Vote for the Student Tech Fund's renewal during the ASUC Elections @ April 5-7!
The OCF is funded by the Student Technology Fund, which will expire if not renewed. read more »
It seems like we often either need a newer version of a package, or to apply our own patch to some package. We have an apt repo to which we upload these packages.
There is a useful Debian wiki page SimpleBackportCreation but we'll cover everything you need to know here.
Additionally, some of the commands on this page are found in packages not typically installed on OCF machines. In order of appearance on this page:
dget: Found in the
dpkg-checkbuilddeps: Found in the
mk-build-deps: Found in the
dquilt: This is an alias around
quilt, found in the
dch: Found in the
dpkg-buildpackage: Found in the
scp: Found in the
Generally, it's a good idea to build packages in Docker containers so that any build dependencies or build tools are not left still installed after the package is built. In total, you only generally need to run:
sudo apt install packaging-dev debian-keyring devscripts equivs openssh-client
to get started with building packages (
packaging-dev installs a bunch of the
packages above as dependencies). This is along with any build dependencies the
packages you are working on might have, but this is discussed more later.
Go to packages.debian.org and find the package you desire.
Find the package info page
(example), and make sure you're
on the correct distribution (select at the top-right, e.g.
From the sidebar on the right, select under "Download Source Package" the
link to the
.dsc file. The URL should look something like:
Log on to a system which has the release you want to eventually install the package on. (For example, if you're backporting a package from buster to stretch, you should do these steps on stretch.) Generally, a Docker container works quite well because any extra build dependencies you install will not remain on the system once the package is built. pbuilder can also be used to a similar effect.
.dsc link from above, download the source package:
dget -x http://http.debian.net/debian/pool/main/e/evince/evince_3.14.2-1.dsc
dpkg-checkbuilddeps, and install any dependencies that are missing. If you'd like to install missing dependencies automatically, you can use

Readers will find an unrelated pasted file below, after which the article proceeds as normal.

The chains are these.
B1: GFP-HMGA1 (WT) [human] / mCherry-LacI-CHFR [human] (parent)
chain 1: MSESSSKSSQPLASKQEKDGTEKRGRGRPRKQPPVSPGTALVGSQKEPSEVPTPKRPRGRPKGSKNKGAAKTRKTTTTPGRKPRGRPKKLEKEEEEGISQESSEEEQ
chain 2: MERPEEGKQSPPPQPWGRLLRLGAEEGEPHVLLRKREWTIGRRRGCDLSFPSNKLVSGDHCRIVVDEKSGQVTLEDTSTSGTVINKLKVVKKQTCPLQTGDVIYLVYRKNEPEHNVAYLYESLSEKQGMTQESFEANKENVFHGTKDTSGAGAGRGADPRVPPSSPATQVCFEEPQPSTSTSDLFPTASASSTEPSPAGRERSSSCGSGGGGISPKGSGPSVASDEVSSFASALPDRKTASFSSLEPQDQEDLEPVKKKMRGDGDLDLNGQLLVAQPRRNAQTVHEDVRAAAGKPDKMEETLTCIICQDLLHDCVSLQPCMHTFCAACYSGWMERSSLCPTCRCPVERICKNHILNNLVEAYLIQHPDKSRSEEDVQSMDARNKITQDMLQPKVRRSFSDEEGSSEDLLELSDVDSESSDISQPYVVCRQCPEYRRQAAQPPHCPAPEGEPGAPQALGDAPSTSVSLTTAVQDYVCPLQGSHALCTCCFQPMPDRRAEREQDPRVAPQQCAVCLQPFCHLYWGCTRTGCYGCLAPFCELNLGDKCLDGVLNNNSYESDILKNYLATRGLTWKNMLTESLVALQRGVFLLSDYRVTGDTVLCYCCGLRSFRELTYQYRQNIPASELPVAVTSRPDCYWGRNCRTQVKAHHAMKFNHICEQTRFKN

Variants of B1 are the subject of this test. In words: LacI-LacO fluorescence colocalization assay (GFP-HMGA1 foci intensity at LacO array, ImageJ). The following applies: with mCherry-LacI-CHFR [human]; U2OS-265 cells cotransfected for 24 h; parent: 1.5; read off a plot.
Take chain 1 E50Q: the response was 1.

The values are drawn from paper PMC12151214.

sudo mk-build-deps -ir.
If you're patching the package (and not just backporting), here is where you
make your changes. You should first apply all the patches (
dquilt push -a),
quilt to create your patch. This can be done by running
dquilt new <patch-name>.patch to start a patch,
dquilt edit <file>, and
dquilt refresh to generate the patch file from the modified file. You
can also just modify the source if you don't care about quality, but you
should ensure all the Debian patches are applied first using
Decide on your version number, using one of the categories below:
For backports, we like to add append
~ocfN to the end, where
N is an
integer starting at 1. The final version might look like
Use a command like:
dch --local ~ocf --distribution stretch-backports 'Backported by OCF for stretch.'
The squiggle makes your backport inferior to the official package, so that it will be replaced during an upgrade. This is desired, since with a backport no changes have been made to the package itself, just a newer version brought to an older distribution version.
For packages we apply patches to, we like to append
ocfN to the end. This is
similar to what Ubuntu does for packages it patches from Debian. The final
version might look like
Use a command like:
dch --local ocf --distribution stretch 'Patched by OCF to not delete $HOME on login.'
Unlike backporting, this version number means that upgrades will not affect this package, since it will not be inferior to any new versions pushed to Debian package repos. This is usually desired because the patch applied should not be automatically overwritten by any other changes to the package.
Build the package with
dpkg-buildpackage -us -uc -sa. The
.deb file will
pop out in your parent directory along with some other files to send to the apt
repo (the original source, any modifications, the changelog, etc.).
If this is something that we will be building often (e.g. ocfweb or ocflib), you probably want to set it up inside Jenkins to automatically test and upload to apt.
For one-off uploads:
Copy all the necessary files to
scp *.tar.gz *.tar.bz2 *.debian.tar.xz *.dsc *.changes *.deb you@apt:/tmp/yourpackage
Generally putting these in a new directory in
/tmp is a good way to go,
since if you put them in your home directory, the
ocfapt user will not be
able to read them.
Include the package files in the suitable distribution. If this is just a
backport (no patches), use
<dist>-backports, otherwise just use
sudo -u ocfapt /opt/apt/bin/reprepro include <dist> /tmp/mypackage.changes
For more options for
reprepro, see the comments at the top of
/opt/apt/bin/reprepro, which is a wrapper script around the
command to avoid messing up paths and permissions.
Test the package by installing it on one host and see if it behaves how you
would expect. Make sure to run
sudo apt update first so that the host you
are testing on knows about the package you have added.